Increased speed of engineered human cell response
Researchers from the National Institute of Chemistry in Slovenia have developed a novel approach to regulate human cell response, endowing cells to respond to extracellular stimuli in minutes instead of hours. The authors believe that their system could be useful in various medical applications.
Cells function on the basis of a large number of processes working in conjunction to detect and respond to diverse stimuli. The control of cellular response is important in cellular therapy, as it could improve its efficiency and safety. Synthetic biology treats cells as machines or computers that we can edit and reprogram to our needs. While advances in genetic engineering have allowed precise sensing and programmed responses to biological and chemical inputs, the speed of information processing within cells until recently remained challenging. Researchers from the National Institute of Chemistry in Slovenia have now published an article in which they report that they were able to detect the cells responding to programmed inputs within minutes instead of hours.
Ph.D. student Tina Fink, lead author on the study published in Nature Chemical Biology says, "Usually, biological circuits are based on gene expression regulation. This means that any input or change in environment first results in transcription of genes from DNA to RNA, and later RNA is translated into proteins. This process can take several hours. On the other hand, our system is based on processing of proteins already present in the cells, allowing us to circumvent the slow processes of transcription and translation."
Two important processes that control protein activity in nature are protein cleavage and protein assembly into higher-order complexes. For example, researchers often use a luciferase protein split into two parts that can interact with each other, resulting in a functional complex that catalyzes a reaction that produces light. Dr. Roman Jerala, project leader and head of the Department of Synthetic Biology and Immunology, says, "Our team used proteases (proteins that cleave other proteins at specific positions) and combined them with coiled coils, which act as a sort of molecular zipper and allow for controlled protein coupling. The proteases were modified so that they become active only in the presence of a defined chemical signal or light. The action of the proteases induces the cleaving, and in turn, rearrangement of target proteins and correct processing of the information can be detected by light measurements. In this way, we can turn the activity of proteins on and off."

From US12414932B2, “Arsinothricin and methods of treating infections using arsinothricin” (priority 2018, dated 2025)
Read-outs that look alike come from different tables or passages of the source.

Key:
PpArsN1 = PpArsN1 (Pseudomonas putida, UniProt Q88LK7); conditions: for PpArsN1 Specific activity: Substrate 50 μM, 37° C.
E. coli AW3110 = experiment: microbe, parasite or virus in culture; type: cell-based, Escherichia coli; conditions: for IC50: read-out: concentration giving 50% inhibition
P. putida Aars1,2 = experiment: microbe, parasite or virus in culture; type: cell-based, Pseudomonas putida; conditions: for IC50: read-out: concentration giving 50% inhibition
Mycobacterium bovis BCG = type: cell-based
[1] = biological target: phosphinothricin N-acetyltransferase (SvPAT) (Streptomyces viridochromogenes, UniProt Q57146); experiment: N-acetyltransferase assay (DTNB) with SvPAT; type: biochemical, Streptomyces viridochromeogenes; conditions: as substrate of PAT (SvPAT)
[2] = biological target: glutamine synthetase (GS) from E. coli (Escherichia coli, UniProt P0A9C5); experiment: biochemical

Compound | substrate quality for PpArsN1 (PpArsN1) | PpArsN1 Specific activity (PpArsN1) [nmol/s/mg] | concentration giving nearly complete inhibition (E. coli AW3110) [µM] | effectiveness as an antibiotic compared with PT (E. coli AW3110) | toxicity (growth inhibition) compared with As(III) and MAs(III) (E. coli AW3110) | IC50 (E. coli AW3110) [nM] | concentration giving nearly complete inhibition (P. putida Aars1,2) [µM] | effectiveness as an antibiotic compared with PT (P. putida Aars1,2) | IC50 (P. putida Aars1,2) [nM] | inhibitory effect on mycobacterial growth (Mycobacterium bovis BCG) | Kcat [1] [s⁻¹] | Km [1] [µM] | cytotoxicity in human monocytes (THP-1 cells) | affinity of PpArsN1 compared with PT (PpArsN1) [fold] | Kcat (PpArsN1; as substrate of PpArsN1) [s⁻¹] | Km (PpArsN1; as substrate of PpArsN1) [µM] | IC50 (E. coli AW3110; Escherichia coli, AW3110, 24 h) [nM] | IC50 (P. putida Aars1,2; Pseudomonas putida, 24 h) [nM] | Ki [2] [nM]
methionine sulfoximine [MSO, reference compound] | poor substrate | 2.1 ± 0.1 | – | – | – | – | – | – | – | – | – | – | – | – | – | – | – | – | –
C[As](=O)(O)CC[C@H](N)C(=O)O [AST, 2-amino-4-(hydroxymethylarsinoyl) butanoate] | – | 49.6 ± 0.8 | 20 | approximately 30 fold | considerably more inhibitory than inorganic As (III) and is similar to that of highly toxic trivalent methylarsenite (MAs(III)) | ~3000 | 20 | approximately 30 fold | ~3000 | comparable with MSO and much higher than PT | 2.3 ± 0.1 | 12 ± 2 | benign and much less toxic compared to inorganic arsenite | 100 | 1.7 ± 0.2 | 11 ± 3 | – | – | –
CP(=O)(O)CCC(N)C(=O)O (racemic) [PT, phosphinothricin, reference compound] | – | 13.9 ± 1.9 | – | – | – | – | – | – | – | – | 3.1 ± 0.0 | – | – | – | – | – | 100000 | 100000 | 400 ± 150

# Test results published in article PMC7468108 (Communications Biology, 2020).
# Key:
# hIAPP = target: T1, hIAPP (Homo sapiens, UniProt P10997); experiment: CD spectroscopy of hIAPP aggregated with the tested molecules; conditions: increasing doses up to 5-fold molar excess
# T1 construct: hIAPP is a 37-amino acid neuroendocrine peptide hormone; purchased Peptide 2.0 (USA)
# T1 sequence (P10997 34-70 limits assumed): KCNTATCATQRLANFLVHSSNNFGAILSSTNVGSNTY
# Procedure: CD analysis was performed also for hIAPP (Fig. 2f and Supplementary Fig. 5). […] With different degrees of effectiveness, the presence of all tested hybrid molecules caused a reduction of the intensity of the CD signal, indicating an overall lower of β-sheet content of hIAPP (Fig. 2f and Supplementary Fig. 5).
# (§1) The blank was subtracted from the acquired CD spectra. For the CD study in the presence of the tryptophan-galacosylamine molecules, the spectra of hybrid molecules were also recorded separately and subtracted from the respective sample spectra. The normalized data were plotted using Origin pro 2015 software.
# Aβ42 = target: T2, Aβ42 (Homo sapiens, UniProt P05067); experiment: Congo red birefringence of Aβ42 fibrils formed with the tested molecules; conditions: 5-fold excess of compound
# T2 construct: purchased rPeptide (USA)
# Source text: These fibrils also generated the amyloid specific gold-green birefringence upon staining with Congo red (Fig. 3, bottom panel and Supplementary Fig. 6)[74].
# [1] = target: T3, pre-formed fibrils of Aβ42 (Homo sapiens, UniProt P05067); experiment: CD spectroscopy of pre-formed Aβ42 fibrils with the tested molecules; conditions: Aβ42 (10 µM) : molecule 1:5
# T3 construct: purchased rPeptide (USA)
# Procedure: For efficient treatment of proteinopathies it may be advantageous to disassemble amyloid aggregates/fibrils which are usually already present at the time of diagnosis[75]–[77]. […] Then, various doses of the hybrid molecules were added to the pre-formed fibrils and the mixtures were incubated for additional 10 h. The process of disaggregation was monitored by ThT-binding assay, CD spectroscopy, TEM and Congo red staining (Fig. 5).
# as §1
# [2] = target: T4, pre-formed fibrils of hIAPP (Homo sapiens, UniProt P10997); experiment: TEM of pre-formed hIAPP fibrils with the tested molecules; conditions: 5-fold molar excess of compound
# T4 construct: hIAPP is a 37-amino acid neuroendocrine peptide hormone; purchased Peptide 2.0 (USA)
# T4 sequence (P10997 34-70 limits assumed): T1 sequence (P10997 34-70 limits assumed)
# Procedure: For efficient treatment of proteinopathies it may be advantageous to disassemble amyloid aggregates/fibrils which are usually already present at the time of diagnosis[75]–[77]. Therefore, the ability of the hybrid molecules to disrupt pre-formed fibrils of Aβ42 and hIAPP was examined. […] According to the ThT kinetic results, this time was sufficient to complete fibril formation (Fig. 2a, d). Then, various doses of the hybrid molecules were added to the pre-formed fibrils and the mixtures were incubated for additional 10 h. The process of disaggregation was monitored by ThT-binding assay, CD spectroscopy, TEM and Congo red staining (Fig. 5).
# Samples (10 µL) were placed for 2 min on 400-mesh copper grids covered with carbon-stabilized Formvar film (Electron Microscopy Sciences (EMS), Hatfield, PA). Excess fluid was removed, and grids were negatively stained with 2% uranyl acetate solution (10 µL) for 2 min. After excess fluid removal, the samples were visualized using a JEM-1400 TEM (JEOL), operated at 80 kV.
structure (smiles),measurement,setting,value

Although all the experiments measured light emission as a functional output, the final goal of the research is to control secretion of medically important proteins, such as insulin or proteins involved in the defense against pathogens or in the coagulation cascade. Dr. Jan Lonzarić, who shares first authorship with Tina Fink and is currently working as a postdoctoral fellow at Massachusetts Institute of Technology, said that after the speed of the reaction, the next most important property of this system is the ability to design parallel or sequential reactions, like logic gates and cascades. "The proteases we used to control protein assembly can also be controlled in the same manner, just using another protease. We successfully showed a three-layer cascade and logic gates that allow a programmed response to a combination of various inputs."
The project, which led to the publication in the journal Nature Chemical Biology, was first conceived by the Slovenian iGEM team in 2016. The group of students participating at the International Genetically Engineered Machines competition under the mentorship of Jerala and his group designed an initial concept for the system. "The project landed us first place in the Foundational Advance Track at the 2016 iGEM competition, but our goal was to continue developing this initial concept and, eventually, publish it, for which a lot of additional research was needed." said Arne Praznik, who joined the Department for Synthetic Biology and Immunology after iGEM to continue working on the project as a Ph.D. student.
Only a few weeks before the Slovenian team's research was published, another group from Caltech published a paper in the journal Science, which also approached the activation of human cells with the help of proteases. Lonzarić believes that simultaneous publications from different universities and institutes prove that "we have tackled an important problem and found a robust solution," while Jerala adds, "The differences between the two designs make our system faster and easier to employ in different cell types."